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William Harper
1949 -
United States of America, IL
W. Harper
William Harper (10/03/1949), an American composer, born in Chicago (Illinois). He has written many critically acclaimed operas including, El Greco, Snow Leopard, Dead Birds and Crimson Cowboy. Dr. Harper teaches at the School of the Art Institute of Chicago and for his work in opera, film, dance and theater, Harper has received support from many foundations and support groups including the National Institute for Music Theater, the Djerassi Foundation, the Yaddo Foundation, the National Endowment for the Arts, The MacArthur Foundation.
Composed in:1996
Musical form:free
In memory of:Kenneth Montgomery
Label(s):Artco Records
This Requiem divided in 10 movements, scored for SATB (divisi) choir and alto solo, contains:
01. De profundis
02. Miserere
03. Subvenite
04. Absolve
05. Kyrie/Dies irae
06. Sanctus/Agnus Dei
07. In paradisum
A Gregorian requiem mass for chorus, electroacoustic score and alto solo. Requiem was written on commission from Harle Montgomery in memory of Kenneth Montgomery. All of the melodic material is from the traditional Gregorian requiem mass.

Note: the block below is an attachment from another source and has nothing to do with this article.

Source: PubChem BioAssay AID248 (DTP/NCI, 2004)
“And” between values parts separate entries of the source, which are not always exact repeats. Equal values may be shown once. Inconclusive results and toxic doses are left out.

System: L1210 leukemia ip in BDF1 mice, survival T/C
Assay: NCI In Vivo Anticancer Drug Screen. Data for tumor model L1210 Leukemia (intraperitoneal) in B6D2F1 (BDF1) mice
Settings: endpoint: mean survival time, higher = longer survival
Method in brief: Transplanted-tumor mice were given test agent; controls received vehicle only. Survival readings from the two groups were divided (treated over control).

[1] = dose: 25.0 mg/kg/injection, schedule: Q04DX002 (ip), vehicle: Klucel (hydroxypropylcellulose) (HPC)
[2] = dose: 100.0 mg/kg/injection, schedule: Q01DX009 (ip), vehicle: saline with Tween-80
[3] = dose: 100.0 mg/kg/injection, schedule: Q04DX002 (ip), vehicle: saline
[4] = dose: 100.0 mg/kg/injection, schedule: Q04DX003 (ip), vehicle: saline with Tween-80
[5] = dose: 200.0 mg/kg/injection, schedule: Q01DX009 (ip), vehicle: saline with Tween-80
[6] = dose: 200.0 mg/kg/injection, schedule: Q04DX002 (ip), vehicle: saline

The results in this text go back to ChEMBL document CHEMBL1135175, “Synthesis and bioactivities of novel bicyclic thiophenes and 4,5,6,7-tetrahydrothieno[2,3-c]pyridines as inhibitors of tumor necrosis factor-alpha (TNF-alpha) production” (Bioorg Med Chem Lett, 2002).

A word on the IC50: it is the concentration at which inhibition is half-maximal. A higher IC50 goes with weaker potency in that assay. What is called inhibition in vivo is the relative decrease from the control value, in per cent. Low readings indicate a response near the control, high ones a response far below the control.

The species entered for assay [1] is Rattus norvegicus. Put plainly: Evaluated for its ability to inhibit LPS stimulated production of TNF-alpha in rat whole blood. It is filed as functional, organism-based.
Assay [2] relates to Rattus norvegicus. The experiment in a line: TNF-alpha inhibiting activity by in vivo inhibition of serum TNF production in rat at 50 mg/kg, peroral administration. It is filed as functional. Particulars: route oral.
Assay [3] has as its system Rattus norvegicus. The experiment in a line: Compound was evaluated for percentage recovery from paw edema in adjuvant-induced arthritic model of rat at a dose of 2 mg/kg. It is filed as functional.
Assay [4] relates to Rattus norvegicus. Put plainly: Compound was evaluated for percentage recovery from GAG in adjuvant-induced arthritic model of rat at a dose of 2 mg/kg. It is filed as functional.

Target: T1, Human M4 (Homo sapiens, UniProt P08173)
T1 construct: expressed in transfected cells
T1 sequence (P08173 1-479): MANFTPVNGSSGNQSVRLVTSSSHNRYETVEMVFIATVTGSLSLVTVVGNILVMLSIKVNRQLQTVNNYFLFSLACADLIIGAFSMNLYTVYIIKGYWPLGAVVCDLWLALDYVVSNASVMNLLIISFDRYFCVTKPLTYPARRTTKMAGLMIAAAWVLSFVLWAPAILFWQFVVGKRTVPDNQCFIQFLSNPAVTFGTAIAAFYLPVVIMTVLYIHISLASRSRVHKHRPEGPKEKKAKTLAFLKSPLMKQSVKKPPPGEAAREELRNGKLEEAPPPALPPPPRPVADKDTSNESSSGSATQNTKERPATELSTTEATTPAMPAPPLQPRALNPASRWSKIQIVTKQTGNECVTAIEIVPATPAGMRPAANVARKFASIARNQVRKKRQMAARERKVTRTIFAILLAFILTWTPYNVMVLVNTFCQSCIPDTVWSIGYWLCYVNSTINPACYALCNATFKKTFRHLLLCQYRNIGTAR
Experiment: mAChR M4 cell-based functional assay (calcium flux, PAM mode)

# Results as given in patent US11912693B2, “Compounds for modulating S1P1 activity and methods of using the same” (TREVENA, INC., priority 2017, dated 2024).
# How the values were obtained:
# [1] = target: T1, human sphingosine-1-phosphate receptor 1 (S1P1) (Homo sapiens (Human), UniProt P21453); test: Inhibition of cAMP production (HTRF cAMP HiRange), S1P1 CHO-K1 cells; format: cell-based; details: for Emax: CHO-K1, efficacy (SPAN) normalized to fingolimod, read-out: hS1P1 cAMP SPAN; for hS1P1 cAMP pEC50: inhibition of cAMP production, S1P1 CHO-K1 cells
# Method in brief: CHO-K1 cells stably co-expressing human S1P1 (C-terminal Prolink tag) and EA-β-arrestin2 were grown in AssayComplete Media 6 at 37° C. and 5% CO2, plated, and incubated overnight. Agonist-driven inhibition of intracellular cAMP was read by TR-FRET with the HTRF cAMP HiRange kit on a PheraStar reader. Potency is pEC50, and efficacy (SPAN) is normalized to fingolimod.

Contributor:Maurice Blouin
William Harper implodes the forms and colors of electronica, classical, pop, folk and opera, galvanizing a radical new musical vision for a diverse and devoted audience of all ages.
William Harper paints in long, bold strokes, balancing scenes instead of motives, and propelling the ear on voyages of emotion. Elegant counterpoint interwoven with Gregorian Chant joyous ensemble pieces break out at every dramatic juncture. The tonality is postminimal, but the ways textures alternate and recur provides an effective, Stravinskian illusion of perpetual forward motion.
Author:Kyle Gann
What a splendid work! Terrific in every respect, especially the integration of electronic elements and the fine choral textures. May I dare add that it is a work, to my ears, worthy of the company of the great requiems of Brahms, Verdi, Victoria, Britten, Faure, and Durufle - I mean it!
Author:Haig Mardirosian
I've listened already 2 times to this amazing piece. It has to be one of the most unique settings of the requiem and I've heard over 300 different requiems. It will be a good challenge to describe this fabulous work...with its many influences.
Author:Robert Chase